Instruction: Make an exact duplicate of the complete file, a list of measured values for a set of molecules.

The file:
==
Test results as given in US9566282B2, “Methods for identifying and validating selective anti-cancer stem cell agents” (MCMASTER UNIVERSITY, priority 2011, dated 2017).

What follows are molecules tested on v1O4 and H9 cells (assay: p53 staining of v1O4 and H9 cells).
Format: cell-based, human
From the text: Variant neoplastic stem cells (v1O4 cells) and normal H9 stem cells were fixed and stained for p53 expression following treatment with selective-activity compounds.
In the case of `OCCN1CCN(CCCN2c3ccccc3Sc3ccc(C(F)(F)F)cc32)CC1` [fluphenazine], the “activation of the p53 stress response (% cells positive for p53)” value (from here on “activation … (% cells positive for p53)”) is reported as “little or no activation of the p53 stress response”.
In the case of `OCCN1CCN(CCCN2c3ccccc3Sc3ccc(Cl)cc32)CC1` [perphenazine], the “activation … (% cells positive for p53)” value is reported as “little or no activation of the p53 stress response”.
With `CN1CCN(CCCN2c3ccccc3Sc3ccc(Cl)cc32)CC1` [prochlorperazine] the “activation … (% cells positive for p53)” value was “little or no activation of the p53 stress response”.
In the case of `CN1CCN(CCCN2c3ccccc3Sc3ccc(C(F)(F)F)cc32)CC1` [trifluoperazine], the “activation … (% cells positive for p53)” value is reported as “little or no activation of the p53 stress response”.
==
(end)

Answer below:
Test results as given in US9566282B2, “Methods for identifying and validating selective anti-cancer stem cell agents” (MCMASTER UNIVERSITY, priority 2011, dated 2017).

What follows are molecules tested on v1O4 and H9 cells (assay: p53 staining of v1O4 and H9 cells).
Format: cell-based, human
From the text: Variant neoplastic stem cells (v1O4 cells) and normal H9 stem cells were fixed and stained for p53 expression following treatment with selective-activity compounds.
In the case of `OCCN1CCN(CCCN2c3ccccc3Sc3ccc(C(F)(F)F)cc32)CC1` [fluphenazine], the “activation of the p53 stress response (% cells positive for p53)” value (from here on “activation … (% cells positive for p53)”) is reported as “little or no activation of the p53 stress response”.
In the case of `OCCN1CCN(CCCN2c3ccccc3Sc3ccc(Cl)cc32)CC1` [perphenazine], the “activation … (% cells positive for p53)” value is reported as “little or no activation of the p53 stress response”.
With `CN1CCN(CCCN2c3ccccc3Sc3ccc(Cl)cc32)CC1` [prochlorperazine] the “activation … (% cells positive for p53)” value was “little or no activation of the p53 stress response”.
In the case of `CN1CCN(CCCN2c3ccccc3Sc3ccc(C(F)(F)F)cc32)CC1` [trifluoperazine], the “activation … (% cells positive for p53)” value is reported as “little or no activation of the p53 stress response”.